By Dave Ramsden
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The Descent of Man

This article is over 5 years, 1 months old
Issue 419

Grayson Perry has serious concerns about society in general and men in particular and this thought-provoking and engaging book lays them out clearly.

Within the book he reveals his own youthful tendency towards smashing things in temper and how his broken home and violent stepfather caused him to flirt with joining the armed forces. Unfortunately, despite his eventual decision not to join up, he refers positively to the army as an outlet for laddishness and comes worryingly close to the old man’s mantra that we need another war, only to dismiss it as a joke. He fails to note that ex-soldiers are grossly over-represented in our jails, among the homeless and on the lists of suicides.

However, The Descent of Man is a worthy attempt to challenge men’s sillier and sometimes self-destructive attitudes, because it would be good for society and good for them. In a world generally dominated by men this can only be beneficial.

We are introduced to “Default Man”. He is white, middle aged and middle class. He rules the world and by his standards all other men are judged. In Perry’s schema the “Ministry of Masculinity” controls men’s on-board guidance system and they require a self-motivated change that appears essentially to be against their nature. It seems that everything from car envy through sexist banter to territorial hoodies is reducible to machismo.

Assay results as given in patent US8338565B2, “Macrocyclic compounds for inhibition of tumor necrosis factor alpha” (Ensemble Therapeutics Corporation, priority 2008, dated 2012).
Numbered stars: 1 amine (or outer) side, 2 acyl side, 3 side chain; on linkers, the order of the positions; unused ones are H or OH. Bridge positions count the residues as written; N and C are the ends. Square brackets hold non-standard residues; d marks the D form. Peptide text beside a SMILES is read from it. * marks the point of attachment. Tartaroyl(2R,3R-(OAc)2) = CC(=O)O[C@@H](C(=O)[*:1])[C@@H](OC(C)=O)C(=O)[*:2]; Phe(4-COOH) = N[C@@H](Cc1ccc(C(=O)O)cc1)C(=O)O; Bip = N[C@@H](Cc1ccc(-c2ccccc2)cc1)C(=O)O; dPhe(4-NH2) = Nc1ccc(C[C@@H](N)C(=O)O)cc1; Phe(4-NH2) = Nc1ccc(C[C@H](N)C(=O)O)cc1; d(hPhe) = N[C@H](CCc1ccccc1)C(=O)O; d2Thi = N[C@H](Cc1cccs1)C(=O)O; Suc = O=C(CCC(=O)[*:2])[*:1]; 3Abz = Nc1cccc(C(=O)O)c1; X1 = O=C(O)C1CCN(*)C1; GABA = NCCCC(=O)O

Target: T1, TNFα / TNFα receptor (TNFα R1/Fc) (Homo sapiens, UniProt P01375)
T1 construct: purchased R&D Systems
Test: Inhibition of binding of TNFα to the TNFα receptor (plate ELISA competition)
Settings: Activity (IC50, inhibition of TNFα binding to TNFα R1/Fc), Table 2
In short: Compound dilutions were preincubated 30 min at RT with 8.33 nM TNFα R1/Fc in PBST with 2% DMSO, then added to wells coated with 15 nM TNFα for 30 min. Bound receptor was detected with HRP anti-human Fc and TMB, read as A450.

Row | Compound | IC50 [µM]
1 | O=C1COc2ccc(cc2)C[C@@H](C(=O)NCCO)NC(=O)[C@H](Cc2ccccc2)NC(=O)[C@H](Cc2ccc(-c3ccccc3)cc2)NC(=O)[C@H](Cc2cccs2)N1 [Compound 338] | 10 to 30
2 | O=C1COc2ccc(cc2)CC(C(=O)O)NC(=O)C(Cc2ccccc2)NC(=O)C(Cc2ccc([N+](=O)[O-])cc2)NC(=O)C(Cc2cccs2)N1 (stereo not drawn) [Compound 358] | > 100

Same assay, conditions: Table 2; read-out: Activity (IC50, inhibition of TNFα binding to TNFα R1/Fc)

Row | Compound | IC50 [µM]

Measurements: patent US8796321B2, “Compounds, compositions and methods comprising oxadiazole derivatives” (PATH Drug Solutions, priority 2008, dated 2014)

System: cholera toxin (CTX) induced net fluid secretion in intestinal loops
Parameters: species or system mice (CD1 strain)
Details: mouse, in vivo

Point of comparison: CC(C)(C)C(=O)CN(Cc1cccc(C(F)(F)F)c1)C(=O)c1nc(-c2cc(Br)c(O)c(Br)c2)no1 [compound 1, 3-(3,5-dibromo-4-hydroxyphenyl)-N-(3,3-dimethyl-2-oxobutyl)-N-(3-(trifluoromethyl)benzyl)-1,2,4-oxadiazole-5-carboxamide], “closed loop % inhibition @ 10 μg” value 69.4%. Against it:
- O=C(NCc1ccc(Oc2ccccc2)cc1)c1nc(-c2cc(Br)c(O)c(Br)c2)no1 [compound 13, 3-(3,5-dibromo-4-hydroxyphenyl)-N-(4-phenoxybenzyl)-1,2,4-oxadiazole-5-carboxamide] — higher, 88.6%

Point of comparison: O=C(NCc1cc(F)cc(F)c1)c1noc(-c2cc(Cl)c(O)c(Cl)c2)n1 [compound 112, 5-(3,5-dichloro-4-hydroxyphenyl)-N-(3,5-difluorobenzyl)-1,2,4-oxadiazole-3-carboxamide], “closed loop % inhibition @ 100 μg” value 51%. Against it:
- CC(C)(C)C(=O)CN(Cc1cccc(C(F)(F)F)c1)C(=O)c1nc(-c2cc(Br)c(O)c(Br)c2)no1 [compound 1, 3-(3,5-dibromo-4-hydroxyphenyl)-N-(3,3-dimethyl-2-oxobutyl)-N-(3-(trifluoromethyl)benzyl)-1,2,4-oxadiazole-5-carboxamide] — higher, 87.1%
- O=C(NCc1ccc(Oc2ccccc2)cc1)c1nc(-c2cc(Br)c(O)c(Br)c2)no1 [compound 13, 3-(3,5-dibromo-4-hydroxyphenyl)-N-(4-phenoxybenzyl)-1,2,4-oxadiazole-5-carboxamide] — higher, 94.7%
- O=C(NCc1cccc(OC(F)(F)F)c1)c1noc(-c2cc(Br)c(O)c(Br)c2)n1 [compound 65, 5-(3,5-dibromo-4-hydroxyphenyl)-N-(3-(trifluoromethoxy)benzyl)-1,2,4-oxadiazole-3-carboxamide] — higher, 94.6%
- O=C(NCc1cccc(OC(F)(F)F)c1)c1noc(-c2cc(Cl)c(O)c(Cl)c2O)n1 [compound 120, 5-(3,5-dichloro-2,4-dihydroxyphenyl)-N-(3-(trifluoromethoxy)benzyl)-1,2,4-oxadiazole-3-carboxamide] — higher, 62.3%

In this the Descent of Man doesn’t take us much beyond the notion that (learned) masculinity, is responsible for war and other nasty things. Men need to change their ideas in order to make the world nicer. For the solutions to real problems in the real world Perry looks not at the world, but inside men’s heads.

I enjoyed the book and there’s no harm at all in trying to change men’s attitudes to themselves and other men within the confines of capitalism. What we can all agree on is that while men might be part of the problem they must also be part of the solution. But I can’t help thinking that Perry has missed the target. He is arguing for a shift in consciousness within a socioeconomic system that thrives on competition and division. Capitalism is not about to relinquish two of its most effective tools.

The author says he hates to use the word revolution. Instead he advocates individual self-examination rather than the therapy of mass engagement. The miners did not remove page three from their magazine during their strike following a process of intellectual introspection. They removed it because they were supported unceasingly and without preconditions by the women of the pit communities and beyond.

Although the Descent of Man avoids the reality that only in struggle are dominant notions really challenged, it is a good read and a positive contribution to the debate about the role of modern men.

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